Friday, June 19, 2020

Understanding the History of the Priesthood in Justification and Sanctification

The terms of Justification (right-standing with God) and Sanctification (to be free from sin) emerge as primary themes in the Protestant Reformation from the Roman Catholic Church as separate components of forgiveness from sin. Today, we hear them used by Presbyterians, Reformed Baptists, and others who argue for Calvinism as the true way to comprehend how God confers forgiveness as an act which depends on God's sovereign act alone (monergism).

Individuals do not offer any good works to God in this process to gain access to God's mercy, as such would suggest that salvations a synergistic act that is initiated by both God and individual. That would constitute a salvation by works religion, and the Reformation contended that salvation was conferred by God's grace through faith alone. Thus, the discussion of monergism still remains, as many Protestants view salvation as an act in which both God and man initiate together which modern monergists believe to be no different than the Roman Catholic idea of salvation through good works.

Salvation from sin doesn't depend on a human sacerdotal lord or intercessory priest for the Protestant. It is accessed through the knowledge of and faith in Christ and belief in Him as the only priest necessary.  Through an act of faith alone, a person gains access to both forgiveness of sin and restored communion with God. This protest to the Church of Rome which began in 1517 was summarized in the statement of the Five Solas.

But how did we get here today to this point of debate, or perhaps we should ask why the debate continues from its birth in 1517?

How Forgiveness was Understood Before Protestantism

Under Mosaic Law, transgressions result in sin which separates a person from their relationship with God – and it was impossible for human beings to keep the Law. Transgression also followed with consequences from Holy God as declared by the Law. Having recognized, repented, and made restitution to those harmed by a sin, a person could gain access to God's mercy by seeking forgiveness through expiation rites so that they wouldn't have to pay the penalty demanded by God's justice.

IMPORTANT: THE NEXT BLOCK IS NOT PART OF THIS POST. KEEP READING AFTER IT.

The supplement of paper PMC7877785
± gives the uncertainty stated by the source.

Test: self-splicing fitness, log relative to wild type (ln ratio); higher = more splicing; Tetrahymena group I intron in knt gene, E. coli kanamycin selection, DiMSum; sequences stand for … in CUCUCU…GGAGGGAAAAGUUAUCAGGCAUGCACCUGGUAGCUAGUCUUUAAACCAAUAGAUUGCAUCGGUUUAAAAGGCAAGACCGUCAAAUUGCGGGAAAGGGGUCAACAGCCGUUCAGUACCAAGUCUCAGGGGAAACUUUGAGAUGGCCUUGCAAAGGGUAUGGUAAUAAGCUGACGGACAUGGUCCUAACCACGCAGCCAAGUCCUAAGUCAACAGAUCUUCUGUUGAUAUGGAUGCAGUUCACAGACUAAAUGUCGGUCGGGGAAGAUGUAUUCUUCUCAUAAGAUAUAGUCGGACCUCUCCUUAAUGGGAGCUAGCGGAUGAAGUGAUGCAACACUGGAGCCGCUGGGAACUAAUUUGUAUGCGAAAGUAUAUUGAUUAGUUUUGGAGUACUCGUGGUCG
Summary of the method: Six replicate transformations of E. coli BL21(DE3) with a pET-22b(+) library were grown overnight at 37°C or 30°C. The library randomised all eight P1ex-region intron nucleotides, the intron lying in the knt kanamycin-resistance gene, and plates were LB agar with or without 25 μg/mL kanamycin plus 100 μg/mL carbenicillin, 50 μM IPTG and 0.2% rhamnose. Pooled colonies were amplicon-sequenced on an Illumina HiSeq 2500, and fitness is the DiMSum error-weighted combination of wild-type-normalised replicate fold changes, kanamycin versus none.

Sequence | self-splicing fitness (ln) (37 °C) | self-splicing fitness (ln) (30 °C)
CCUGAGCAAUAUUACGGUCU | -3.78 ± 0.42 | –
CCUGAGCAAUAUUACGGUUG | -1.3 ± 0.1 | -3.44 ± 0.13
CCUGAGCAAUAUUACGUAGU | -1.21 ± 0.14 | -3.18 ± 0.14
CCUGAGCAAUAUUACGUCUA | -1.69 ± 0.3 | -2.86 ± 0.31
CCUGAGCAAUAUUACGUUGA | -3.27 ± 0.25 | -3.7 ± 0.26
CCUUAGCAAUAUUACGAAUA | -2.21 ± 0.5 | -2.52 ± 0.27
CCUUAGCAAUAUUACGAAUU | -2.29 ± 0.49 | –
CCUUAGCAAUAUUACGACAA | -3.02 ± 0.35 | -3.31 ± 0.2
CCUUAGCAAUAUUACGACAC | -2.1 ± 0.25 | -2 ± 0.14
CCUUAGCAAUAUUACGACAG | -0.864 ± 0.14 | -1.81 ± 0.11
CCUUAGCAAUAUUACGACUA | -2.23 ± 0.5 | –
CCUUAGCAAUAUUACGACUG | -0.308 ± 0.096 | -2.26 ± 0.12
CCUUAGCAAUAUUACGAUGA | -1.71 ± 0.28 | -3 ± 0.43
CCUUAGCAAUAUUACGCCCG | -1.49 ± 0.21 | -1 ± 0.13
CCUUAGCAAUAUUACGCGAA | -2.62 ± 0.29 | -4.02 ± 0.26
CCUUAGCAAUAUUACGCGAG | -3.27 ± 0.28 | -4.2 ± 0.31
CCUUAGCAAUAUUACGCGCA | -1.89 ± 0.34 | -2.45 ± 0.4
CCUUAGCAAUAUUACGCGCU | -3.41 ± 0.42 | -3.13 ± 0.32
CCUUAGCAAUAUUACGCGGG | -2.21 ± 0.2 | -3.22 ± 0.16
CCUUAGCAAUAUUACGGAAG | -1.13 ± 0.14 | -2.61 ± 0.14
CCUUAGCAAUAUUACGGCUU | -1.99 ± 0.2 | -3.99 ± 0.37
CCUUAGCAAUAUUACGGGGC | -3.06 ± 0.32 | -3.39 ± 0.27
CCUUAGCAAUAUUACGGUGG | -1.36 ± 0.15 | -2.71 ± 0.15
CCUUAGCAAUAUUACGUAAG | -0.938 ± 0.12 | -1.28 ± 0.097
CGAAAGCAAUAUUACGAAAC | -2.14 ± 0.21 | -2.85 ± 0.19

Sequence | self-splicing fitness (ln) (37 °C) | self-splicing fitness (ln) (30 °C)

In Judaism, to placate God's wrath and to heal everyone from the sin, an animal could stand in the gap for the person who would offer a sacrificial animal to cover their sin. The Levitical priests took the blood of that animal on behalf of the person and poured it out on the Mercy Seat of the Ark of the Covenant.

In Catholicism, Christ's Blood replaces that of a sacrificial animal so that the repentant sinner could find absolution (expiation) from their sins. This process requires the instrument of an ordained Catholic priest to hear and judge an individual through the religious Rite of Confession. The Sacrament of Penance allows the repentant to access God's grace through the priest who declares the individual's absolution, pending their works of penitence as prescribed by the priest. To obtain justification to restore the individual's right-standing with God and to gain sanctification to be made free of sin, one ultimately must access this salvation through the performance of their own good works.

Enter Martin Luther

Martin Luther became an Augustinian monk, but he still continued to struggle with what he described as 'anfechtungen,' a German term that describes intense frustration; anger; anxiety; depression; doubt; and in a religious context, an intense crisis concerning the fear of God. As the Apostle Paul laments in the Book of Romans, Luther could not use his will or his love for God as a sufficient means of changing his behavior so as to keep the law.

When contemplating Romans 1:17, he realizes that he'd always understood faith as it is used by Paul to mean that living by faith was a discipline of keeping the Law. Yet he continued to sin. Faith merely motivated Luther to keep trying and failing. He finally comes to a point of epiphany when he realizes that God's righteousness doesn't come to the Believer through a process of striving and failing. Instead, his understanding of living by faith becomes one of laying hold to the grace of God through the intangible process of belief alone.

This change in his understanding of the mediation of forgiveness sparks his eventual act of protesting the sacraments and practices of the Roman Catholic Church which fell into what many turned into an illicit system of 'pay for play.' Salvation became a commodity that one could purchase from a priest who lined his pockets and the church's coffers with the money of cheats and earnest sinners who were blackmailed for money through fear of eternal destruction.